Figure 9. General Tab of Properties Dialog for

If you’re smart enough (or lucky enough) to assume this might be the place to edit the settings entered through the wizard and select mail. guijournal. com and click the [Properties] button, then the dialog shown in Figure 9 pops up. The General tab shows values entered on panels 1, 2, and 3 of the wizard, mixed in with some other settings. (Presumably, the new settings are not necessary to complete the initial e-mail setup, so the user is spared the confusion of dealing with those extra settings in the wizard.) Interestingly, the subheading for the top part of this dialog is Mail Account, which label appears nowhere in the wizard, but the value mail. guijournal. com is what I entered for Incoming mail server (see Figure 3). The next subheading is User Information, which also appears nowhere in the wizard. The values under this subheading are what I entered on the panels shown in Figures 1 & 2, under the subheadings of Your Name and Internet E-mail Address, respectively. Note that Name here was Display name in the wizard. But here’s something good: the E-mail address label and value actually match between the wizard and this dialog.

Figure 10. Servers Tab of Properties Dialog for

Figure 10 shows more of the properties for mail. guijournal. com on the Servers tab of the dialog. These settings can be found in steps 3 and 4 of the wizard, but again, they are interspersed with other settings that weren’t seen in the wizard. While the individual labels and values on this dialog match up with the wizard almost exactly, again, the subheadings are new. What is listed here under the Server Information subheading was under the subheading E-mail server names in the wizard (Figure 3), while the subheading Incoming Mail Server on this dialog has the values that are under the subheading Internet Mail Logon in the wizard (Figure 4).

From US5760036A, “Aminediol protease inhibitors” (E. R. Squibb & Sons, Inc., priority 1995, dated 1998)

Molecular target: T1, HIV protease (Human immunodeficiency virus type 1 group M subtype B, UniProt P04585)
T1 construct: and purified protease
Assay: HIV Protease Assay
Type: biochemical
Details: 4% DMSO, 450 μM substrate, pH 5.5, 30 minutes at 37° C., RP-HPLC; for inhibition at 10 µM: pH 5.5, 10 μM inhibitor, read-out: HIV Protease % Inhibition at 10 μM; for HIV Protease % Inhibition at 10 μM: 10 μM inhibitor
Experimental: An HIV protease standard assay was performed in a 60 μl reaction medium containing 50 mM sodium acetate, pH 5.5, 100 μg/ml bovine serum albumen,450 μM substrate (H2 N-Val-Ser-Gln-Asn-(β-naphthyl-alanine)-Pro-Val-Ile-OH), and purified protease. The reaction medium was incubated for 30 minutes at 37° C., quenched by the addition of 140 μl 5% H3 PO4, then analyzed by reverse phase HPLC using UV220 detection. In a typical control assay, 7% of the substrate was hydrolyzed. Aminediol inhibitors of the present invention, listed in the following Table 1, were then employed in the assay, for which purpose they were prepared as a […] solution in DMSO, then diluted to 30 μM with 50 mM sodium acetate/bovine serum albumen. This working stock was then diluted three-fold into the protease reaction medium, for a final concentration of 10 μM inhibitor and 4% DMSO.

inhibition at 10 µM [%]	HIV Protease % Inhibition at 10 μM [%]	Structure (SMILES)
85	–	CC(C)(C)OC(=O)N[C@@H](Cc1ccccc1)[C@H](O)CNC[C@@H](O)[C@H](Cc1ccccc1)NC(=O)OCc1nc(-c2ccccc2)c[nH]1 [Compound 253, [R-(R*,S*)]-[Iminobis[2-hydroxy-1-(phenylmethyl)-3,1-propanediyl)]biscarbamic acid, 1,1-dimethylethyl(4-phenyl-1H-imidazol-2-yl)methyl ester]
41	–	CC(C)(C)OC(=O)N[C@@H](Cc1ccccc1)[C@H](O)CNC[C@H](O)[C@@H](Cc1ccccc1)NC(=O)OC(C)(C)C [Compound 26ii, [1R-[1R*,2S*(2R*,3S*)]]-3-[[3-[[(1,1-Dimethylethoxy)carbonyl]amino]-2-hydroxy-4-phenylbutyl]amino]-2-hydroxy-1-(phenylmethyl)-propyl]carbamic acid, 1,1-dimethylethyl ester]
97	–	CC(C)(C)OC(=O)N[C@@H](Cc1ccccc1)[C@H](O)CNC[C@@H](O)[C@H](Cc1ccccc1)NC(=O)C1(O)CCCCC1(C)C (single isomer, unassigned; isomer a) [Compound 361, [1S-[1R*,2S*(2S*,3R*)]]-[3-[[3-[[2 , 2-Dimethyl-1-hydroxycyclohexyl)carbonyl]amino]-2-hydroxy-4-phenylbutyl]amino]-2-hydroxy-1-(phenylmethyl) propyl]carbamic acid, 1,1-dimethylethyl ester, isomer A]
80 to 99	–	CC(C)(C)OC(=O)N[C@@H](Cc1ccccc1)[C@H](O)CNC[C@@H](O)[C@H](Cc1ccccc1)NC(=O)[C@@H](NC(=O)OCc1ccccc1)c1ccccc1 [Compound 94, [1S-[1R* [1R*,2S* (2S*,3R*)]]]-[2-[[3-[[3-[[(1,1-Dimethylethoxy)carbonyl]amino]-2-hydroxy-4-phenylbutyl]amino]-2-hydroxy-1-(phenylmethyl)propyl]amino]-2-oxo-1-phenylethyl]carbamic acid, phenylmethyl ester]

At some point we figure out that there are two different types of accounts here; the “Account name” on this panel is definitely different from the “Internet Accounts” that we selected from the panel in Figure 8. Eventually the user might discover that this wizard can be invoked by clicking Add (Figure 8 upper right) and then selecting Mail.

Wow. It’s no wonder a wizard was implemented to set this up, because it’s very confusing. Unfortunately, the wizard actually made things worse because of its inconsistent terminology and the fact that the wizard panels are completely different from the panels used for editing those same settings.


Volera (a now-defunct subsidiary of Novell) had a Content Delivery Network product called VCDN that used no dialogs anywhere in the GUI. However, there were several cases where an on-panel wizard was implemented to assist the user in the steps required for setting up certain features. Figure 11 shows the top portion of the Group List panel (from which one of these wizards can be invoked).

Figure 11. Volera VCDN Group List Panel

Clicking the Create New Group link invokes the on-panel wizard shown in Figure 12. This wizard implementation has several great features. Notice how the steps of the wizard are outlined across the top with each step being numbered and the title displayed. This provides context to the user regarding where they are relative to everything else to be done to complete the wizard.

Figure 12. VCDN On-Panel "Create New Group" Wizard

Figure 13 shows the 4th step in the Create New Group wizard. This shows another nice feature with this wizard implementation. Notice how the steps across the top become links after the user has entered data and moved to the next step. This makes it so that instead of moving back and forth only one step at a time (with no clue as to the title of the next step or how many more steps there are), the admin can go straight to the desired panel for changes. Also, once the group name is entered in step 1 (Figure 12), it is displayed in the title bar for the rest of the steps.

Figure 13. VCDN "Create New Group" Wizard Step 4

Figure 14 shows the edit panel for the new Group. This panel is invoked by clicking one of the Group names in the list (see Figure 11). Notice that the edit panels are identical to the panels in the Create New Group wizard. The user is not required to learn a new interface between Create and Edit.

Figure 14. VCDN Edit Group Step 4